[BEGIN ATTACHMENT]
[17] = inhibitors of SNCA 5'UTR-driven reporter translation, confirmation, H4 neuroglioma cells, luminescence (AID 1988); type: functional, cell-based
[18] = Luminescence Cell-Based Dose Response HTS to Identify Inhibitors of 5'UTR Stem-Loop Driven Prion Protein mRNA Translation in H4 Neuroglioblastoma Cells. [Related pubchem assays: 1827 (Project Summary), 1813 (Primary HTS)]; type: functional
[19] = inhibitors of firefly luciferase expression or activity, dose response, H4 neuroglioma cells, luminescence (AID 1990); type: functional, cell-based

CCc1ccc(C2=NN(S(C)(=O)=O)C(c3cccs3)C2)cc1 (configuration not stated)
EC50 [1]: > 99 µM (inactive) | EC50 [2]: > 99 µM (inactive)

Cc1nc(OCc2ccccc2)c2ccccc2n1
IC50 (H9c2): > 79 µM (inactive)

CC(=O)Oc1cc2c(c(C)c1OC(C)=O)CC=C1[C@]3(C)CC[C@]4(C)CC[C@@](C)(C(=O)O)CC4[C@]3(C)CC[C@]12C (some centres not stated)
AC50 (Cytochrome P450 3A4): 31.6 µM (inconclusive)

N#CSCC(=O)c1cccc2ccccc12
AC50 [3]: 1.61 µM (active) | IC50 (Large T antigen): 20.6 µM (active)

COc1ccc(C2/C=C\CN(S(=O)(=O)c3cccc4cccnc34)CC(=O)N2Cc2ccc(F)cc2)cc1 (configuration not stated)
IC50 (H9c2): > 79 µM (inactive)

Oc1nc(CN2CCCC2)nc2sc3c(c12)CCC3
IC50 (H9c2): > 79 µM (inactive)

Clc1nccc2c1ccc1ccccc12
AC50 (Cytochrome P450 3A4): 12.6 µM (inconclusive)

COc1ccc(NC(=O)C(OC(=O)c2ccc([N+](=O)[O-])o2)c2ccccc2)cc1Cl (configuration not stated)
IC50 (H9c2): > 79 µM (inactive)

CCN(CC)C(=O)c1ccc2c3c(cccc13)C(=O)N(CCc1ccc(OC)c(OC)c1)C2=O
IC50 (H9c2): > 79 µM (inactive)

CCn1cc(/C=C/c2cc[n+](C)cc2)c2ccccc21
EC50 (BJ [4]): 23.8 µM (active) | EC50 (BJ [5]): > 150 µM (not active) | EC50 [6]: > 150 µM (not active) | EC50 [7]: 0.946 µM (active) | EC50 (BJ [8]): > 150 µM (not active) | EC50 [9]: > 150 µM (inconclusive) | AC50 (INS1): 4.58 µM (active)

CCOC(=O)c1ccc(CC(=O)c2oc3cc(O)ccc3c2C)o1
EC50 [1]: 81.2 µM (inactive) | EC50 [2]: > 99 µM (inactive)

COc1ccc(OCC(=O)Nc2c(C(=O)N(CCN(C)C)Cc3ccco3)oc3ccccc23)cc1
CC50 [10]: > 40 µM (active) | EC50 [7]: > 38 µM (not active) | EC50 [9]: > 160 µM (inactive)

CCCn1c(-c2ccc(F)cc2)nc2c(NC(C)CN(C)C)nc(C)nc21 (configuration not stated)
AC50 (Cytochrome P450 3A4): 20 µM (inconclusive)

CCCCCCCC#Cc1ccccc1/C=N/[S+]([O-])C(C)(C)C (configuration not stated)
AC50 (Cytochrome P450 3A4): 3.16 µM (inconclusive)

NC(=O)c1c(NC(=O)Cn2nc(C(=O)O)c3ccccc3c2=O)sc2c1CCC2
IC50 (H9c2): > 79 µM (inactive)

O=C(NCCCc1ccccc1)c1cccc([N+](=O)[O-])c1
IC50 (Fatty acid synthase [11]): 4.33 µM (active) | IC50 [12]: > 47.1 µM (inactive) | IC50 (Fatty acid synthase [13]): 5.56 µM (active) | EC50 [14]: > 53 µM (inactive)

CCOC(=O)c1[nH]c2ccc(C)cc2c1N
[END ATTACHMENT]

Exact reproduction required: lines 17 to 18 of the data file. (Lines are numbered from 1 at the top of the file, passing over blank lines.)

AC50 (Cytochrome P450 3A4): 12.6 µM (inconclusive)

COc1ccc(NC(=O)C(OC(=O)c2ccc([N+](=O)[O-])o2)c2ccccc2)cc1Cl (configuration not stated)